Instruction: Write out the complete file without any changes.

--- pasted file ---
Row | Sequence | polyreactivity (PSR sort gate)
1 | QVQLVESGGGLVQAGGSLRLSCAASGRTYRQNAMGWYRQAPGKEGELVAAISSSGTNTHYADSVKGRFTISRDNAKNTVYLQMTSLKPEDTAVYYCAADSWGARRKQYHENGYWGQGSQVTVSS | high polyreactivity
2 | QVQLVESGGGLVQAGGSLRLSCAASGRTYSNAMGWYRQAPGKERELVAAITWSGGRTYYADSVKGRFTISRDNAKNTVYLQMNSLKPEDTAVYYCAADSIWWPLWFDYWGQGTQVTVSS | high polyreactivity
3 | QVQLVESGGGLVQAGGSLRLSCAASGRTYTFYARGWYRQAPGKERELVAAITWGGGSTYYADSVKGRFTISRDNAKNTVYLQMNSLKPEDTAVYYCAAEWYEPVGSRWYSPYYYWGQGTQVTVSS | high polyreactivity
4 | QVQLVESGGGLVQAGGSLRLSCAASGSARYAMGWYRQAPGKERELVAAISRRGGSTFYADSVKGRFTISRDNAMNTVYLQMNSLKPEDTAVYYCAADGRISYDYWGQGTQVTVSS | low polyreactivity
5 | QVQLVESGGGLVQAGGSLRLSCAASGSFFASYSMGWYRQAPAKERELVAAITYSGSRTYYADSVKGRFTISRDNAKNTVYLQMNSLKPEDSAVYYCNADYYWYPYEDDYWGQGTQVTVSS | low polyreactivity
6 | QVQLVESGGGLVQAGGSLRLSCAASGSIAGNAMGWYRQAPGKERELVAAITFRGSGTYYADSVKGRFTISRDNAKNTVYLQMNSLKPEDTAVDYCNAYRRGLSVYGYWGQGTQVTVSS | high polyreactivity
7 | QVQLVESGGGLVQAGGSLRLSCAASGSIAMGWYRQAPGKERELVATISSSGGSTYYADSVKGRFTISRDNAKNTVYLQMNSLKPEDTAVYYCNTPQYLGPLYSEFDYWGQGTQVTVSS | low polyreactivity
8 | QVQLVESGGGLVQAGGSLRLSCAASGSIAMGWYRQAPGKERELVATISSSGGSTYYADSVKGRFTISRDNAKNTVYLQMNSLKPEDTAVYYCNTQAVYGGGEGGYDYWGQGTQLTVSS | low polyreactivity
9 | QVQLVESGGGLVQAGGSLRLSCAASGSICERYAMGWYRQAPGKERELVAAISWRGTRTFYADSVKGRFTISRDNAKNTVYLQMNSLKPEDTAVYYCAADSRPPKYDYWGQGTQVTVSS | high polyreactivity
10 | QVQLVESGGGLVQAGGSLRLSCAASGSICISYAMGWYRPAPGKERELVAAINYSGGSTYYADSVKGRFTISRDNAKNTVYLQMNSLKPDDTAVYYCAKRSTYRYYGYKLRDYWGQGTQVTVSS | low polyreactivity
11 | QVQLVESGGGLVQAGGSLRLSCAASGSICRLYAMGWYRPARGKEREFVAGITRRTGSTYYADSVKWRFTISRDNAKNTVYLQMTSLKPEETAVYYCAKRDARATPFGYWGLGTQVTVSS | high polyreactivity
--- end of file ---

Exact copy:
Row | Sequence | polyreactivity (PSR sort gate)
1 | QVQLVESGGGLVQAGGSLRLSCAASGRTYRQNAMGWYRQAPGKEGELVAAISSSGTNTHYADSVKGRFTISRDNAKNTVYLQMTSLKPEDTAVYYCAADSWGARRKQYHENGYWGQGSQVTVSS | high polyreactivity
2 | QVQLVESGGGLVQAGGSLRLSCAASGRTYSNAMGWYRQAPGKERELVAAITWSGGRTYYADSVKGRFTISRDNAKNTVYLQMNSLKPEDTAVYYCAADSIWWPLWFDYWGQGTQVTVSS | high polyreactivity
3 | QVQLVESGGGLVQAGGSLRLSCAASGRTYTFYARGWYRQAPGKERELVAAITWGGGSTYYADSVKGRFTISRDNAKNTVYLQMNSLKPEDTAVYYCAAEWYEPVGSRWYSPYYYWGQGTQVTVSS | high polyreactivity
4 | QVQLVESGGGLVQAGGSLRLSCAASGSARYAMGWYRQAPGKERELVAAISRRGGSTFYADSVKGRFTISRDNAMNTVYLQMNSLKPEDTAVYYCAADGRISYDYWGQGTQVTVSS | low polyreactivity
5 | QVQLVESGGGLVQAGGSLRLSCAASGSFFASYSMGWYRQAPAKERELVAAITYSGSRTYYADSVKGRFTISRDNAKNTVYLQMNSLKPEDSAVYYCNADYYWYPYEDDYWGQGTQVTVSS | low polyreactivity
6 | QVQLVESGGGLVQAGGSLRLSCAASGSIAGNAMGWYRQAPGKERELVAAITFRGSGTYYADSVKGRFTISRDNAKNTVYLQMNSLKPEDTAVDYCNAYRRGLSVYGYWGQGTQVTVSS | high polyreactivity
7 | QVQLVESGGGLVQAGGSLRLSCAASGSIAMGWYRQAPGKERELVATISSSGGSTYYADSVKGRFTISRDNAKNTVYLQMNSLKPEDTAVYYCNTPQYLGPLYSEFDYWGQGTQVTVSS | low polyreactivity
8 | QVQLVESGGGLVQAGGSLRLSCAASGSIAMGWYRQAPGKERELVATISSSGGSTYYADSVKGRFTISRDNAKNTVYLQMNSLKPEDTAVYYCNTQAVYGGGEGGYDYWGQGTQLTVSS | low polyreactivity
9 | QVQLVESGGGLVQAGGSLRLSCAASGSICERYAMGWYRQAPGKERELVAAISWRGTRTFYADSVKGRFTISRDNAKNTVYLQMNSLKPEDTAVYYCAADSRPPKYDYWGQGTQVTVSS | high polyreactivity
10 | QVQLVESGGGLVQAGGSLRLSCAASGSICISYAMGWYRPAPGKERELVAAINYSGGSTYYADSVKGRFTISRDNAKNTVYLQMNSLKPDDTAVYYCAKRSTYRYYGYKLRDYWGQGTQVTVSS | low polyreactivity
11 | QVQLVESGGGLVQAGGSLRLSCAASGSICRLYAMGWYRPARGKEREFVAGITRRTGSTYYADSVKWRFTISRDNAKNTVYLQMTSLKPEETAVYYCAKRDARATPFGYWGLGTQVTVSS | high polyreactivity